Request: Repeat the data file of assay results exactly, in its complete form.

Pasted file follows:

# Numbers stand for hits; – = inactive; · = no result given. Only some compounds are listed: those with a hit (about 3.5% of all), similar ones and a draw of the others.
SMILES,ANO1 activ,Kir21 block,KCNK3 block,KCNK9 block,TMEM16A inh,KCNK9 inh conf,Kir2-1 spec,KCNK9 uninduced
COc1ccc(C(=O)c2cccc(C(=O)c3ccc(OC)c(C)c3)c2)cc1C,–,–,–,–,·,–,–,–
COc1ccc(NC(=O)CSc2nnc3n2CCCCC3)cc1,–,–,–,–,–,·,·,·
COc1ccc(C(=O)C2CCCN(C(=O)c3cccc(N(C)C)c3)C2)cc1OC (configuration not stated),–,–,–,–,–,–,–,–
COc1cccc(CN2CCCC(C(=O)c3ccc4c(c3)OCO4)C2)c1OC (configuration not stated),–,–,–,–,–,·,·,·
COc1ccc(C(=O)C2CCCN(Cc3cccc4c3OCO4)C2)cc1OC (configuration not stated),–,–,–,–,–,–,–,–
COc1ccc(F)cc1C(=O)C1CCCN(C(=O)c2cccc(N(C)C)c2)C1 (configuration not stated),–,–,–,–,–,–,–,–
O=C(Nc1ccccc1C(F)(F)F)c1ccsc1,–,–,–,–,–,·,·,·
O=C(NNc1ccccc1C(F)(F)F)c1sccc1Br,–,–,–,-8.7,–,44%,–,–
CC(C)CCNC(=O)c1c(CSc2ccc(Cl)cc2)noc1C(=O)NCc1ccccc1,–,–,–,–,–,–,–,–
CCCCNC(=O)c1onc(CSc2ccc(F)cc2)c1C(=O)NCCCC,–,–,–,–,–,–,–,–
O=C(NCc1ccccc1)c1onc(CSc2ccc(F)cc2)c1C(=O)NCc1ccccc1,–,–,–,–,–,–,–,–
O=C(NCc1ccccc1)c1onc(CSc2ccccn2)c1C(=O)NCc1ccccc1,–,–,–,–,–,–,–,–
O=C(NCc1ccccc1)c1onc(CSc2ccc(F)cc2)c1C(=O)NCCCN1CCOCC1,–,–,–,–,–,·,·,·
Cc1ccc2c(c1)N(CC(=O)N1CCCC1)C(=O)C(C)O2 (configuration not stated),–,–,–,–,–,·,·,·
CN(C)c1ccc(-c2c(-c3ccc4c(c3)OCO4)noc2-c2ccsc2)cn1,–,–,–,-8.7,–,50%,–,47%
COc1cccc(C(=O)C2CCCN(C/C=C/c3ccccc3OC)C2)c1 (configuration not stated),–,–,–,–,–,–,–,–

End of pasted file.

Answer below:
# Numbers stand for hits; – = inactive; · = no result given. Only some compounds are listed: those with a hit (about 3.5% of all), similar ones and a draw of the others.
SMILES,ANO1 activ,Kir21 block,KCNK3 block,KCNK9 block,TMEM16A inh,KCNK9 inh conf,Kir2-1 spec,KCNK9 uninduced
COc1ccc(C(=O)c2cccc(C(=O)c3ccc(OC)c(C)c3)c2)cc1C,–,–,–,–,·,–,–,–
COc1ccc(NC(=O)CSc2nnc3n2CCCCC3)cc1,–,–,–,–,–,·,·,·
COc1ccc(C(=O)C2CCCN(C(=O)c3cccc(N(C)C)c3)C2)cc1OC (configuration not stated),–,–,–,–,–,–,–,–
COc1cccc(CN2CCCC(C(=O)c3ccc4c(c3)OCO4)C2)c1OC (configuration not stated),–,–,–,–,–,·,·,·
COc1ccc(C(=O)C2CCCN(Cc3cccc4c3OCO4)C2)cc1OC (configuration not stated),–,–,–,–,–,–,–,–
COc1ccc(F)cc1C(=O)C1CCCN(C(=O)c2cccc(N(C)C)c2)C1 (configuration not stated),–,–,–,–,–,–,–,–
O=C(Nc1ccccc1C(F)(F)F)c1ccsc1,–,–,–,–,–,·,·,·
O=C(NNc1ccccc1C(F)(F)F)c1sccc1Br,–,–,–,-8.7,–,44%,–,–
CC(C)CCNC(=O)c1c(CSc2ccc(Cl)cc2)noc1C(=O)NCc1ccccc1,–,–,–,–,–,–,–,–
CCCCNC(=O)c1onc(CSc2ccc(F)cc2)c1C(=O)NCCCC,–,–,–,–,–,–,–,–
O=C(NCc1ccccc1)c1onc(CSc2ccc(F)cc2)c1C(=O)NCc1ccccc1,–,–,–,–,–,–,–,–
O=C(NCc1ccccc1)c1onc(CSc2ccccn2)c1C(=O)NCc1ccccc1,–,–,–,–,–,–,–,–
O=C(NCc1ccccc1)c1onc(CSc2ccc(F)cc2)c1C(=O)NCCCN1CCOCC1,–,–,–,–,–,·,·,·
Cc1ccc2c(c1)N(CC(=O)N1CCCC1)C(=O)C(C)O2 (configuration not stated),–,–,–,–,–,·,·,·
CN(C)c1ccc(-c2c(-c3ccc4c(c3)OCO4)noc2-c2ccsc2)cn1,–,–,–,-8.7,–,50%,–,47%
COc1cccc(C(=O)C2CCCN(C/C=C/c3ccccc3OC)C2)c1 (configuration not stated),–,–,–,–,–,–,–,–